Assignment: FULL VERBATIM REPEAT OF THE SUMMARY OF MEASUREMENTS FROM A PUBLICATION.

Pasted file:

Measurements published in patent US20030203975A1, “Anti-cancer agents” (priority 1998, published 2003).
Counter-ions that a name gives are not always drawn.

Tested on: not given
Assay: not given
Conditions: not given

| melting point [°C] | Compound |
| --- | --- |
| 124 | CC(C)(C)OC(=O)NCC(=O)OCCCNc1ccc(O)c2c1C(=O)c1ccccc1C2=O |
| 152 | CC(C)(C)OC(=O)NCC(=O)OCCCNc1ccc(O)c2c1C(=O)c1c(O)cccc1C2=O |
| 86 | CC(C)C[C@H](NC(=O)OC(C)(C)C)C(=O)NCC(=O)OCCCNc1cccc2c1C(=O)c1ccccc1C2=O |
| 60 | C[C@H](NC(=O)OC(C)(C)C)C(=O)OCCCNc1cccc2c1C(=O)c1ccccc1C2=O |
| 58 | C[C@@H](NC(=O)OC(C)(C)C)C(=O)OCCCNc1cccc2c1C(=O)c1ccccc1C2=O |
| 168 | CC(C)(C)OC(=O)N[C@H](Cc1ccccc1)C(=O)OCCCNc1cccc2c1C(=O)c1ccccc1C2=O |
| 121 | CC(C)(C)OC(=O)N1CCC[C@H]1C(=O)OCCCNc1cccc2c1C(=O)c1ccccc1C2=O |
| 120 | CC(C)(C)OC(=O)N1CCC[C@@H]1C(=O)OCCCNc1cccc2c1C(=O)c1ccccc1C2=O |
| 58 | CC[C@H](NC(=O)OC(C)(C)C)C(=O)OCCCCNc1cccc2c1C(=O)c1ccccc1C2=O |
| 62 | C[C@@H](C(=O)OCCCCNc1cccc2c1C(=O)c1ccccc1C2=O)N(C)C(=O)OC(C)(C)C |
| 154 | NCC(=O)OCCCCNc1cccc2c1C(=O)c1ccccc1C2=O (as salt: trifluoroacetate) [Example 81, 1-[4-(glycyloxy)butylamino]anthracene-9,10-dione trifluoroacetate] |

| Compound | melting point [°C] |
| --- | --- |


Measurements published in patent US20030203975A1, “Anti-cancer agents” (priority 1998, published 2003).
Counter-ions that a name gives are not always drawn.

Tested on: not given
Assay: not given
Conditions: not given

| melting point [°C] | Compound |
| --- | --- |
| 124 | CC(C)(C)OC(=O)NCC(=O)OCCCNc1ccc(O)c2c1C(=O)c1ccccc1C2=O |
| 152 | CC(C)(C)OC(=O)NCC(=O)OCCCNc1ccc(O)c2c1C(=O)c1c(O)cccc1C2=O |
| 86 | CC(C)C[C@H](NC(=O)OC(C)(C)C)C(=O)NCC(=O)OCCCNc1cccc2c1C(=O)c1ccccc1C2=O |
| 60 | C[C@H](NC(=O)OC(C)(C)C)C(=O)OCCCNc1cccc2c1C(=O)c1ccccc1C2=O |
| 58 | C[C@@H](NC(=O)OC(C)(C)C)C(=O)OCCCNc1cccc2c1C(=O)c1ccccc1C2=O |
| 168 | CC(C)(C)OC(=O)N[C@H](Cc1ccccc1)C(=O)OCCCNc1cccc2c1C(=O)c1ccccc1C2=O |
| 121 | CC(C)(C)OC(=O)N1CCC[C@H]1C(=O)OCCCNc1cccc2c1C(=O)c1ccccc1C2=O |
| 120 | CC(C)(C)OC(=O)N1CCC[C@@H]1C(=O)OCCCNc1cccc2c1C(=O)c1ccccc1C2=O |
| 58 | CC[C@H](NC(=O)OC(C)(C)C)C(=O)OCCCCNc1cccc2c1C(=O)c1ccccc1C2=O |
| 62 | C[C@@H](C(=O)OCCCCNc1cccc2c1C(=O)c1ccccc1C2=O)N(C)C(=O)OC(C)(C)C |
| 154 | NCC(=O)OCCCCNc1cccc2c1C(=O)c1ccccc1C2=O (as salt: trifluoroacetate) [Example 81, 1-[4-(glycyloxy)butylamino]anthracene-9,10-dione trifluoroacetate] |

| Compound | melting point [°C] |
| --- | --- |